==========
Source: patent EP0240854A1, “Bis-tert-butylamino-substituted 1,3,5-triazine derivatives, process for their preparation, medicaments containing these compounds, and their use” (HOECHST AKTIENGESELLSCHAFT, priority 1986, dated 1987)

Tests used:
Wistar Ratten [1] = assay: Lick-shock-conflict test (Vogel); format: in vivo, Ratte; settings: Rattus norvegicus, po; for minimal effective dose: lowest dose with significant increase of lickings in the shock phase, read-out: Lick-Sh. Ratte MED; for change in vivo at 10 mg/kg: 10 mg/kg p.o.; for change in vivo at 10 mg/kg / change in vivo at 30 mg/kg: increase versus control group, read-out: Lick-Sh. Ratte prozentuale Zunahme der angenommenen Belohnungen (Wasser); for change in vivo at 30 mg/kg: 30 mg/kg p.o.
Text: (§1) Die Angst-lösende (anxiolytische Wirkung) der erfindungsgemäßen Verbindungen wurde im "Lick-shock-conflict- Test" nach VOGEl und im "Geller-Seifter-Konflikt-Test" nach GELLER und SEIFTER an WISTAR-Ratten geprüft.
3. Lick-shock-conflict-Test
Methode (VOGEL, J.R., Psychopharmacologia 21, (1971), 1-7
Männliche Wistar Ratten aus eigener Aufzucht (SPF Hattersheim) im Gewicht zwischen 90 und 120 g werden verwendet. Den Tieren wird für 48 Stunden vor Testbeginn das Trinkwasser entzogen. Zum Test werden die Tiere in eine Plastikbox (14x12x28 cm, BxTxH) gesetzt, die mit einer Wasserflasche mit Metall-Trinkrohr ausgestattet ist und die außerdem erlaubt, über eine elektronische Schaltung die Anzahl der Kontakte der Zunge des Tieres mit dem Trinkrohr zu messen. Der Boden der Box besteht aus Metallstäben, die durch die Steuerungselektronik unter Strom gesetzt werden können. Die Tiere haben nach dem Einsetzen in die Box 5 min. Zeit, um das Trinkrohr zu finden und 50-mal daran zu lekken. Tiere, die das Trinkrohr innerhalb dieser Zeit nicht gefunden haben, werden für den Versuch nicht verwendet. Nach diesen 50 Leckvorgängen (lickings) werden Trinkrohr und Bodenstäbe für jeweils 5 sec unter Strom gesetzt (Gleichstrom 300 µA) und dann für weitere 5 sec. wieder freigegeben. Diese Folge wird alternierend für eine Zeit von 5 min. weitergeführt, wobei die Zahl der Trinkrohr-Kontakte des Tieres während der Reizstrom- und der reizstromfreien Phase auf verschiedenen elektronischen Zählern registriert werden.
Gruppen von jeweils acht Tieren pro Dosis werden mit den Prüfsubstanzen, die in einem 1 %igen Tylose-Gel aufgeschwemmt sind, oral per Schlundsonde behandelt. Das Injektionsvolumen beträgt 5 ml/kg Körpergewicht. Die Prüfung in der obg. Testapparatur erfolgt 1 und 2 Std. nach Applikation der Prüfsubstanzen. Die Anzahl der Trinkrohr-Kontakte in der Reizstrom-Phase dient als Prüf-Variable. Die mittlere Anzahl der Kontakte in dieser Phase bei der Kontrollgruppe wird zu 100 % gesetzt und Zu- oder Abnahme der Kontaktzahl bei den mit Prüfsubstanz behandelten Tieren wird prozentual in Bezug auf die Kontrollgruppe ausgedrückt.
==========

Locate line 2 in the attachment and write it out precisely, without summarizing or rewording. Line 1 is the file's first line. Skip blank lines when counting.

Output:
Tests used: